The Korea Herald


Master craftsmen struggle to make ends meet

By Korea Herald

Published : Nov. 9, 2011 - 19:01

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Substantial support needed to bolster traditional craft industry

Although he has been hammering Korean traditional patterns on metal for nearly half a century, artisan Park Moon-yeol’s life only began looking rosy in 1993, when he figured out the secret of the seven-step lock.

Hearing about the existence of a peculiar Joseon Dynasty lock, he visited a folk museum in Jinju, South Gyeongsang Province, to take a look. It was tucked away in the back of the museum and the owner prohibited him from taking photos or sketching it. He could only stare at it for several minutes. After shutting himself up in his studio for four days, he figured out the secret. He was that desperate: Working as an impoverished metal craft artisan in Insadong, he needed a change in his life.

“There are only about 10 with the skill of engraving patterns on metal. But it is not difficult ― it takes about five years for one to learn. The problem is that it is hard to make a living doing it because it cannot be sold as an individual product but only as a part of furniture. That is why I searched all over the nation for something new, and the lock changed my life,” Park told The Korea Herald. 
Metalwork artisan Park Moon-yeol hammers traditional patterns onto metal at his studio in Byeokje, Gyeonggi Province. (Ahn Hoon/The Korea Herald) Metalwork artisan Park Moon-yeol hammers traditional patterns onto metal at his studio in Byeokje, Gyeonggi Province. (Ahn Hoon/The Korea Herald)

Being the only person in the country who can make the complex and exquisitely patterned lock, Park was awarded a prize at the Korea Annual Traditional Handicraft Art Exhibition in 1993 and was designated Intangible Cultural Property No. 64 seven years later. His acclaim has brought him a better life with opportunities such as repairing metal parts on treasured monuments such as Gwanghwamun.

Park’s career turnaround is a successful case. Life is not easy for master craftsmen in South Korea no matter how extraordinary their skills. Among the some 180 Intangible Cultural Properties, about 30 percent can hardly make ends meet.

“Demand significantly decreased ever since cheap Chinese products began to be imported. I heard that some of them are imported illegally, and some with very low tariffs. Naturally, artisans here suffer as a result,” said Yu Bae-geun, a hanji screen artisan and Intangible Cultural Property No. 31.

Consumers are not willing to buy the works not only because they have no interest in them but in some cases also because the crafts are too expensive due to pricy materials. Many artisans therefore are seeking to make changes to their professions, like Park, or even switching careers.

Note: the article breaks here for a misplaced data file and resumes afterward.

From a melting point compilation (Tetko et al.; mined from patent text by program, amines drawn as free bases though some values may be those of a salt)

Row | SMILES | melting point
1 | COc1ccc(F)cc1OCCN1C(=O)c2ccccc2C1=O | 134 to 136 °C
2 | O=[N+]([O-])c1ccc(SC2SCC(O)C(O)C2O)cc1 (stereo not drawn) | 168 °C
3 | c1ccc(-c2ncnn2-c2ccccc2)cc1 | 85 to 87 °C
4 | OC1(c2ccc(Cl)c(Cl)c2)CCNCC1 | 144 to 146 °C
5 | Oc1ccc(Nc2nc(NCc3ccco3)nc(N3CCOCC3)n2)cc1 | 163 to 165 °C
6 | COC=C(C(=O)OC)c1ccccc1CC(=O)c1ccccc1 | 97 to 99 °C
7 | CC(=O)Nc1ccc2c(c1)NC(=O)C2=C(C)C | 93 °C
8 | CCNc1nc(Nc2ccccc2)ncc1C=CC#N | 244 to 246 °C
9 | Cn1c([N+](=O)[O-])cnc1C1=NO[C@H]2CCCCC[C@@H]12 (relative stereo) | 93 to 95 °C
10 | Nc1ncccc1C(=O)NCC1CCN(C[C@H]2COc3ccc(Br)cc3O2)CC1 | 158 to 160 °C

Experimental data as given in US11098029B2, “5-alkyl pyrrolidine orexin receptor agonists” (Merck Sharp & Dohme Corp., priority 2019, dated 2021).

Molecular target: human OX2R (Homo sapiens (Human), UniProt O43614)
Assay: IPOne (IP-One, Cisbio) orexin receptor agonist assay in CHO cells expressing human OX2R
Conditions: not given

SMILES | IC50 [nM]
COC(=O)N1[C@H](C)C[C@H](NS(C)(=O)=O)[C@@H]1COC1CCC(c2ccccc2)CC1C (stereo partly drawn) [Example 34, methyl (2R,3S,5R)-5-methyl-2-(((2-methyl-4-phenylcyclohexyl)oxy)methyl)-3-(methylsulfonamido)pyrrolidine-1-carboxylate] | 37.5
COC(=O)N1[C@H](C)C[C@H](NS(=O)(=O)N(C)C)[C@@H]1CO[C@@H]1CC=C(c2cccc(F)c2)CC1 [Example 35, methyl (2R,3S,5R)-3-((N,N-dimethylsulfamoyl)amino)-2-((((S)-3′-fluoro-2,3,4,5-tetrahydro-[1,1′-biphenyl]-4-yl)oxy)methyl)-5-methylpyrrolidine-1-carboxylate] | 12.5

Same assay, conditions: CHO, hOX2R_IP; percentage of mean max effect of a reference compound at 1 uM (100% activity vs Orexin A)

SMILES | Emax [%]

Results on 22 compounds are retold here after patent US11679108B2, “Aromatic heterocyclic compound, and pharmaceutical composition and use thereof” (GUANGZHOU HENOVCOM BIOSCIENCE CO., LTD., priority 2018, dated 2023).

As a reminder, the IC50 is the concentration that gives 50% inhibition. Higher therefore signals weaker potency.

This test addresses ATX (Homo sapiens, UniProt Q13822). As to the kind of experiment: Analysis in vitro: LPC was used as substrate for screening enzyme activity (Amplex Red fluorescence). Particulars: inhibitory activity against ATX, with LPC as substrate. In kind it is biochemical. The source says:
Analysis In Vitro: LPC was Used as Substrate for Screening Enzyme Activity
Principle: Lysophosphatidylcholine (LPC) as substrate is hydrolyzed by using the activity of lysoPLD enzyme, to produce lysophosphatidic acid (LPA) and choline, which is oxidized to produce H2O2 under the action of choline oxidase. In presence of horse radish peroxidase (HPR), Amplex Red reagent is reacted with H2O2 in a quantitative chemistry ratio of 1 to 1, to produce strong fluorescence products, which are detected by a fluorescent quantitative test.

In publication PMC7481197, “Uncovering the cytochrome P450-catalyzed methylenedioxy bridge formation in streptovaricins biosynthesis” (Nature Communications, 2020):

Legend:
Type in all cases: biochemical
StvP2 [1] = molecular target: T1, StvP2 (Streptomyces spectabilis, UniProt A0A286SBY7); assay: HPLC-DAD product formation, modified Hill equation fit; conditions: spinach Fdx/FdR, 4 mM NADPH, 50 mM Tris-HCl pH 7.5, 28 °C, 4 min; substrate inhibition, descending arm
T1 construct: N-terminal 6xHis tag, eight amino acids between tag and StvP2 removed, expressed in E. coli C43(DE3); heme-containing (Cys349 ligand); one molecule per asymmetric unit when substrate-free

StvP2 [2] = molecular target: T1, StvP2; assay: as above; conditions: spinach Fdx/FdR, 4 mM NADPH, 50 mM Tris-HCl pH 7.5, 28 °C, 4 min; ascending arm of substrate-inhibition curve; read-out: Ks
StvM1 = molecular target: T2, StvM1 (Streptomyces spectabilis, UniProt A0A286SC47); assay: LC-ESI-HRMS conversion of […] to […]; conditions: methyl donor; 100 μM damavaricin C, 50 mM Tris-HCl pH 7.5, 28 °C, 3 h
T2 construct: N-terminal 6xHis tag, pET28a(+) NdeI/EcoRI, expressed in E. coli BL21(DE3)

Kim Si-chul, one of the few who are able to perform “hwagakjang,” a technique used to grind cow’s horns as thin as paper and paint patterns on them, became a taxi driver seven years ago.

The former-engraver sold goods to a Korean antique furniture shop in Itaewon for nearly 25 years but could not make a living out of it.

“It takes long to finish one, the cow horns are expensive and rare, and moreover, the furniture was not popular. There are only about five experts left in the domain including three Intangible Cultural Properties. I’m sure that all of them are having a hard time supporting themselves,” said Kim.

“I earn better, and I am much more satisfied with my life now. I should have quit earlier. If I had devoted half my life to something else rather than hwagakjang, I could have earned much more money.”

Intangible Cultural Properties receive 1.3 million won per month at most in government support to pass on their skills to trainees. But the amount is not sufficient to support oneself, let alone pass on the skills.

Cho Dae-yong, a bamboo screen artisan and Intangible Cultural Property No. 114, for example, is teaching his son his skills but has no intention of forcing his son to succeed him. Cho is currently also running a dry cleaning shop to make a living.

The Cultural Heritage Administration pointed out that the purpose of the support fund is not to cover the artisans’ living expenses, as how most artisans regard it, but to help them pass down their skills.

“We currently have no regulation for supporting their living expenses. The support fund to transmit their skills, though, was frozen at the current level in 2004, so their argument that it is insufficient in that sense is true. We demanded an increase of the budget this year,” said Hwang Gwon-sun, an official at the Cultural Heritage Administration.

Insiders say that it is important for the government to give more realistic support to the artisans, and the public to show interest in waning traditional culture.

“Truthfully, exhibitions don’t help that much unless they are held by prestigious museums. The most effective solution right now is more substantial support from the government,” said Yu.

By Park Min-young (